Mazar Sobers Up After Taleban Defeat

For the people of Mazar-e-Sharif the road back to normality will be long and hard.

Mazar Sobers Up After Taleban Defeat

For the people of Mazar-e-Sharif the road back to normality will be long and hard.

The city of Mazar-e-Sharif, liberated by the forces of the Northern Alliance early last month, is adapting to a new way of life and a new order.

The relief and joy at being freed from the reactionary Taleban regime can be seen in the eyes of almost every inhabitant. Many relish doing the sort of everyday things which were proscribed by the student militia, like shaving, turning on the TV and listening to music in the car.

"The Taleban harshly punished people for the simplest things, such as watching television or walking in the street during times of prayer, but I hope that all that is behind us," said Amanullo, a taxi driver.

He, like many other men, recently got rid of his beard, to the amusement of his neighbours. "When I shaved it off, I went into the street and everybody who saw me began to laugh, and I laughed with them," he said. "We've gotten so out of the habit of seeing each other without beards that's it was very unusual."

The liberation of Mazar-e-Sharif has given people hope that the war will soon be over and that the country will return to normal. But it's clear that this process will be long and painful.

The city has been decimated by years of war. Thousands of people barely survive. The first thing one notices here are the beggars pleading with passers-by for bread, and the crowds of people in dirty, worn-out clothing, aimlessly wandering the streets. "There's no work, we loaf about, feeding ourselves on the odd scraps of money that we can earn, " said one local resident.

Many of them have nothing better to do than follow Western journalists and humanitarian workers around the city. They watch their every movement with enormous interest. Foreign women, unfettered by yashmaks, are a particular source of fascination. Crowds gather outside the Barat Hotel every time a female correspondent walks out on to the balcony. "You can understand the people. They haven't seen a woman's face in three years, " said Amanullo.

The new authorities in Mazar-e-Sharif, supporters of General Abdul Rashid Dostum, are now concentrating their efforts on maintaining security. The situation is relatively calm and one can walk around freely, but the town's governors warn against going beyond the city limits.

"Not all of the Taleban have left Mazar-e-Sharif," said a provincial official." There are still some left on the outskirts of the city - they've still got their weapons and are capable of doing a lot of damage."

One local businessman, Farhad, said he saw a Taleban mercenary from Uzbekistan at the market. He said he had shaven off his beard and was wondering around the city unchallenged. Farhad and others suggest there are dozens, possibly thousands, of people like him.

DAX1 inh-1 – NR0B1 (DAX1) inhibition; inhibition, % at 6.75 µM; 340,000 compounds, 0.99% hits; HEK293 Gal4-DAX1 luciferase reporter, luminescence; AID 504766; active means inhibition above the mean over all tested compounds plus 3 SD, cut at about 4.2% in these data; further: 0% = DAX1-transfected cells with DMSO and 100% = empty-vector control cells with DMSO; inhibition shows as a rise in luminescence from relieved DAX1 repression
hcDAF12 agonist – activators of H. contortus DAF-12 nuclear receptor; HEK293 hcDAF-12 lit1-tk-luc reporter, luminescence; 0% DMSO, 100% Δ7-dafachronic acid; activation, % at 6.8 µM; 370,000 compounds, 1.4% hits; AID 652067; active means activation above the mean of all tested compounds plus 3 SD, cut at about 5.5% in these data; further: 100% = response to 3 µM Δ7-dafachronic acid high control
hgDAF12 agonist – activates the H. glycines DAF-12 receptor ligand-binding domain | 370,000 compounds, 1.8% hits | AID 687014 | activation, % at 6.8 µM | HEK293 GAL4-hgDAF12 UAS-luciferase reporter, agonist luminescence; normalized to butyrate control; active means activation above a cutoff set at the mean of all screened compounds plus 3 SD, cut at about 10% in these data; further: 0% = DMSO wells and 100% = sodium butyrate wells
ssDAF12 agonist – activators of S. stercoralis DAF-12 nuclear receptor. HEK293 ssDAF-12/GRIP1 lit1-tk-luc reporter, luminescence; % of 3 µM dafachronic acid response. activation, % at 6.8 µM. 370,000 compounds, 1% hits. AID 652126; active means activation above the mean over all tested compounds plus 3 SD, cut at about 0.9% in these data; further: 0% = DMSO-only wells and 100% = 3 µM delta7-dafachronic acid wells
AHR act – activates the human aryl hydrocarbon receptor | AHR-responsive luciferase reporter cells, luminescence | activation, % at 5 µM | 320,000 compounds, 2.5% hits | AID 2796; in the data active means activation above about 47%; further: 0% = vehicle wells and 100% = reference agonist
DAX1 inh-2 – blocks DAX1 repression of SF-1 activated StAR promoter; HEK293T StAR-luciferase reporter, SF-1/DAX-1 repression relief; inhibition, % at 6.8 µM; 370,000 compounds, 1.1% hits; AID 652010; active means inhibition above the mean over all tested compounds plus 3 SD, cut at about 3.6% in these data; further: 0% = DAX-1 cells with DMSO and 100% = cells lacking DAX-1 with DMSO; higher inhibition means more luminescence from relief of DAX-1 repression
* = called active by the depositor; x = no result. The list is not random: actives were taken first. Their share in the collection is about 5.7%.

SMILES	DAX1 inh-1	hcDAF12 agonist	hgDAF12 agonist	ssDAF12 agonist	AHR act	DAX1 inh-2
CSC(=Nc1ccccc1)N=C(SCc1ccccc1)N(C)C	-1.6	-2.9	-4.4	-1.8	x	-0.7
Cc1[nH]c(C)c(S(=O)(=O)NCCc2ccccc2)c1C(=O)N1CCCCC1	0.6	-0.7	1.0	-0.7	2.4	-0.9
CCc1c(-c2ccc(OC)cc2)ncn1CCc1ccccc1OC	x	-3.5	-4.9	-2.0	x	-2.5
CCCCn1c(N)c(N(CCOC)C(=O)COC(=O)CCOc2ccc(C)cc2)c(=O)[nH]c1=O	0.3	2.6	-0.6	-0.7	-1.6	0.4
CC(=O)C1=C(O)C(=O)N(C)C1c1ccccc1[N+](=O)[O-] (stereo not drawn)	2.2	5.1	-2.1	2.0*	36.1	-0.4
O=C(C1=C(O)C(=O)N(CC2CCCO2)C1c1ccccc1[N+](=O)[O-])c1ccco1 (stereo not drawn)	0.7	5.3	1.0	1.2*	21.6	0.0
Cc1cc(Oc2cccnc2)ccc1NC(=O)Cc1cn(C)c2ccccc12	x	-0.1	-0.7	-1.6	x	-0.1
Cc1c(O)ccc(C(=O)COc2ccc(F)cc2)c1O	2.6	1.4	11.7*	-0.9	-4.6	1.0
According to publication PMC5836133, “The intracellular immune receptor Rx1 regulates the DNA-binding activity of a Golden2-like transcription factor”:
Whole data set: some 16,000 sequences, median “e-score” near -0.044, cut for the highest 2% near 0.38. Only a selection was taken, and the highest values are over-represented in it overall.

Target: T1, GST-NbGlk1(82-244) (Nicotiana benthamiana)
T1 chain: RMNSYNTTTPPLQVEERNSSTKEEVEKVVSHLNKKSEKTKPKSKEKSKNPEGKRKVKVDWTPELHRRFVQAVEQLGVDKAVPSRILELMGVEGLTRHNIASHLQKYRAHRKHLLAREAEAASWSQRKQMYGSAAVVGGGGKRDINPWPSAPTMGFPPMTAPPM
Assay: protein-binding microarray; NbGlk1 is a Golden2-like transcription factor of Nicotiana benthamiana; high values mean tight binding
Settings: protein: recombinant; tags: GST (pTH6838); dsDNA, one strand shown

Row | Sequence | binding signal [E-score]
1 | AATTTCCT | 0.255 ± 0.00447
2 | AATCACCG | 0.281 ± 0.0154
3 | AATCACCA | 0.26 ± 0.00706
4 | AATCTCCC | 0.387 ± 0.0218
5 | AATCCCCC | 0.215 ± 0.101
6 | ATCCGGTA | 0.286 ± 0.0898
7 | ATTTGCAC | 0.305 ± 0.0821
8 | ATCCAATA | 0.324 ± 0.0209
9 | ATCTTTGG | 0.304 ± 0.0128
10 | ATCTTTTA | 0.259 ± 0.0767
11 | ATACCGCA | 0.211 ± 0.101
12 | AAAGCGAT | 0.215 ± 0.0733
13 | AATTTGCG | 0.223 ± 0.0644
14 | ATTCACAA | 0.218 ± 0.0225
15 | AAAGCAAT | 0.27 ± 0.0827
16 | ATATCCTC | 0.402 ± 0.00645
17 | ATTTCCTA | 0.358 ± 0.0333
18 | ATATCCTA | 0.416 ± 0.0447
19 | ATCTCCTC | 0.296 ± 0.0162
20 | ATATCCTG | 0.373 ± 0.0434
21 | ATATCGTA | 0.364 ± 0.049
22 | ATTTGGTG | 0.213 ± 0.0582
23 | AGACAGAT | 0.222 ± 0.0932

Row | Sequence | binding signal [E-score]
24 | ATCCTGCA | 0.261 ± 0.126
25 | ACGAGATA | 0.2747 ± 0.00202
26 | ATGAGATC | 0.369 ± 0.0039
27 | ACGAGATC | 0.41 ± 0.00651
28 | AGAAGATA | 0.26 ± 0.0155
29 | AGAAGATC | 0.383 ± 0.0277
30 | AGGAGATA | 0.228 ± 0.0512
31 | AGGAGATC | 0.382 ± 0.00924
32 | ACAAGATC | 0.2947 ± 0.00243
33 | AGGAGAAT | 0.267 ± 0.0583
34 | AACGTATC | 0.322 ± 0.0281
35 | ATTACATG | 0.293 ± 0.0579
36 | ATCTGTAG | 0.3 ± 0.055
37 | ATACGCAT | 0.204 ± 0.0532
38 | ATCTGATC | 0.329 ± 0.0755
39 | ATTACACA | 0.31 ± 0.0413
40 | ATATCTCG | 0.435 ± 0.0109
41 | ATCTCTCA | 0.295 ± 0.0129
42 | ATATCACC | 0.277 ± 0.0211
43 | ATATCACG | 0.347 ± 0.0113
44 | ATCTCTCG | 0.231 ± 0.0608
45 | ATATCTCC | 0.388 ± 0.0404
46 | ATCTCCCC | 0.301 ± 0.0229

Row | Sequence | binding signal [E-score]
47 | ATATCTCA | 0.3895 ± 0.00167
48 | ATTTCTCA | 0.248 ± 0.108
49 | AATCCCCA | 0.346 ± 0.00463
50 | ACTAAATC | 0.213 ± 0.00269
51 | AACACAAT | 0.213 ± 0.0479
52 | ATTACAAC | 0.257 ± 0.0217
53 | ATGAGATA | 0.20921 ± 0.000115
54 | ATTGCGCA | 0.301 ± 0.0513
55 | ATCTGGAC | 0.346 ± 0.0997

As the authorities here are still preoccupied with helping their comrades subdue the last remaining pockets of Taleban resistance elsewhere in the country, they have little time or energy to focus on improving social and economic conditions.

People here are clearly in need of urgent aid shipments. International agencies are doing their best, but ordinary Afghanis say what they've provided so far is simply not enough.

"Dostum only recently came to power and his people haven't had time to begin work on humanitarian and social problems, nor to assess how many people need food - and they certainly haven't had an opportunity to think about how to get people back into work," said the provincial official.

There are other concerns too. The Taleban may be gone, but their legacy, it seems, remains. The student militia spawned such intolerance that it will be a while before women will be confident enough to take off their yashmaks. And the new authorities are not above using the sort of violence associated with their predecessors.

Northern Alliance patrols on the streets have employed rifle buts and sticks to disperse crowds following journalists around the city. Few have protested at the rough tactics because they have become used to being beaten.

For all the problems they are encountering, people here remain optimistic about the future. They hope that soon the country's borders will be opened and that at long last the terrible isolation they've endured for years will finally come to an end.

Galima Bukharbaeva is IWPR regional director in Uzbekistan. Photographs were taken during her short trip to Mazar-e-Sharif between 25-27 November.

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